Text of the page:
Calming Down: Advice for Parents
Pass the Antacid!
Your stomach is churning, your head is splitting, and your sense of humor has gone AWOL. Reach for the antacid you deserve some relief. Then, start converting that negative energy into strategy and action. Anger, worry, and regret won't solve anything, nor will ruminating about a problem for hours. "Easier said than done," you might be thinking. True, it's not easy to break out of the stress response, especially if that's how you've been reacting to challenges for some time, but it can be done. You can train yourself to choose a different response when life throws a few boulders in your path. In deciding your response, consider three things. First, you can alter your physical response to stress (heart rate, blood pressure, etc.) by invoking the relaxation response with meditation, prayer, self-hypnosis, and empowering thoughts. Second, all problems are not "fixable." Some things that we worry about are simply beyond our control. Considering how you can convince an angry customer that you deserve a second chance might be very fruitful, but worrying about whether it's going to rain on your daughter's wedding day is not productive. Some concerns you just have to surrender. Also, sometimes we "overwork" a problem that's already been fixed. If you've apologized, made amends, done whatever you could, let it go. Replaying the whole scene over and over will not help and the regret will just eat away at you. Third, not all problems are your responsibility to fix. Worries about whether your son makes the team, your sister's divorce goes well, or a friend gets a raise he deserves are all out of your sphere of influence. If the problem belongs to someone else, don't steal it. Pray for a positive outcome, provide advice if it is requested, or offer empowering comments, but then let the other person handle it. So when a problem appears, leave your body out of it, fix it (if it's yours to fix), or forget it (if it's already fixed or belongs to someone else).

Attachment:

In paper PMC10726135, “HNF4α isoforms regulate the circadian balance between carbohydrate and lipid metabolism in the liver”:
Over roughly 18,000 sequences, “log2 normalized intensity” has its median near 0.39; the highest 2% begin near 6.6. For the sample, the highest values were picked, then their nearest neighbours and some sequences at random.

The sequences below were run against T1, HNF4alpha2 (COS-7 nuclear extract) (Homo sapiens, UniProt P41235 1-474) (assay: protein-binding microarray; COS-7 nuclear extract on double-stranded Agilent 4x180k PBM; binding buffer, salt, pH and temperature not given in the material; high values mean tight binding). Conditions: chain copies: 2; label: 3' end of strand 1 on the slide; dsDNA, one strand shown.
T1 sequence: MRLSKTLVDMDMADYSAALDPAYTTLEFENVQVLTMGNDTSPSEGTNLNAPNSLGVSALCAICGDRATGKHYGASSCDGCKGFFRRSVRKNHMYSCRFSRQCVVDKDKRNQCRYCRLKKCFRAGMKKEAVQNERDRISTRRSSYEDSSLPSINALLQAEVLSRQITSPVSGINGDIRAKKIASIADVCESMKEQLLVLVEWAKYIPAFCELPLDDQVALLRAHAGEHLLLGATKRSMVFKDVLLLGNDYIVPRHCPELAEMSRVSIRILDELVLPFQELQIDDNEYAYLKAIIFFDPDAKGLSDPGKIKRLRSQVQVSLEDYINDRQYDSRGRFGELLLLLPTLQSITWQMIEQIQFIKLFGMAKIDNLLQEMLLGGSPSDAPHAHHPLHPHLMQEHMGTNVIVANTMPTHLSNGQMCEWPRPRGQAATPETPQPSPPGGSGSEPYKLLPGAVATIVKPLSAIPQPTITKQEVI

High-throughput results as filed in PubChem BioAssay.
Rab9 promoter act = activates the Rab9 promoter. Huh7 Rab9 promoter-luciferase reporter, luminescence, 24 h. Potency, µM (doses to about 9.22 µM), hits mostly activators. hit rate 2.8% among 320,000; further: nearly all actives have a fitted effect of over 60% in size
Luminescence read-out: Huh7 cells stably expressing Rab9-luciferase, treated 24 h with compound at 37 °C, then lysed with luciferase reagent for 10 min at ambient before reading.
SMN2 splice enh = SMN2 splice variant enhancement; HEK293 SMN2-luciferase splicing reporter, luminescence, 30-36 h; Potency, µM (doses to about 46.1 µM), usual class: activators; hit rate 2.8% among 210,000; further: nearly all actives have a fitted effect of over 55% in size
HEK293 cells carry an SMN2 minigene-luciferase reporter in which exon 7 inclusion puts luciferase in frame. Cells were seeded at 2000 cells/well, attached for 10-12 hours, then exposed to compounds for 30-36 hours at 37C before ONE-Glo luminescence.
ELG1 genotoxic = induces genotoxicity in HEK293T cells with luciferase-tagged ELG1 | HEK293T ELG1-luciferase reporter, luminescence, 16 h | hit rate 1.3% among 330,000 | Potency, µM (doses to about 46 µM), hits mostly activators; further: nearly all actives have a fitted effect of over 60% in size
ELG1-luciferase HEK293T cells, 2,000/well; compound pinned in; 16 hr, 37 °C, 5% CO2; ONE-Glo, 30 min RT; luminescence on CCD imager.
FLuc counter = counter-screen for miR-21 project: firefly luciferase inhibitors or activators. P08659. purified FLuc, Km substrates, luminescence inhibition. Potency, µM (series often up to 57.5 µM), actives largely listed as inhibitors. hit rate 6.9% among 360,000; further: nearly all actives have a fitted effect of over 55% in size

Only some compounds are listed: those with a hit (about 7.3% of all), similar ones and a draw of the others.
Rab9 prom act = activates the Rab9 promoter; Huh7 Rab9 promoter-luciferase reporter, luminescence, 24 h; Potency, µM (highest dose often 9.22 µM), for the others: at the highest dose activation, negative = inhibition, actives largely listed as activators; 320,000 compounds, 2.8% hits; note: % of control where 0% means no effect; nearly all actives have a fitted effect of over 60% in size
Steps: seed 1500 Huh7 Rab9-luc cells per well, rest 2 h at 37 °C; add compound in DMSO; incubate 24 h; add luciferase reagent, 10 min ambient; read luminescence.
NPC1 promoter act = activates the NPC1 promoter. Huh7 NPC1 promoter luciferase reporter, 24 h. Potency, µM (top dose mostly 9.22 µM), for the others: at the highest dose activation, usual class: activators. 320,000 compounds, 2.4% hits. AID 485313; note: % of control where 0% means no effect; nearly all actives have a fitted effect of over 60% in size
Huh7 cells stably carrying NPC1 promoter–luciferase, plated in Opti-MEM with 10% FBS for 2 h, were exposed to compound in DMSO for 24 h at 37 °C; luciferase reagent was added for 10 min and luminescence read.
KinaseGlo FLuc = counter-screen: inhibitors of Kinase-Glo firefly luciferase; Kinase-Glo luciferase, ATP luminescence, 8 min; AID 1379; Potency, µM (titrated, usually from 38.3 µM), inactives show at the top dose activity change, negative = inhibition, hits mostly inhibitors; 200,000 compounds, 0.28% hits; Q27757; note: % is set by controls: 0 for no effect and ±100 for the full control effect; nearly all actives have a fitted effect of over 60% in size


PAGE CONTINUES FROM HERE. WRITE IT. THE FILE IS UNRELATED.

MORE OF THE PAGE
More on: Dealing With Stress
A series of "quick-lifts" excerpted from Recharge in Minutes, Â©2003, by Suzanne Zoglio, Ph.D.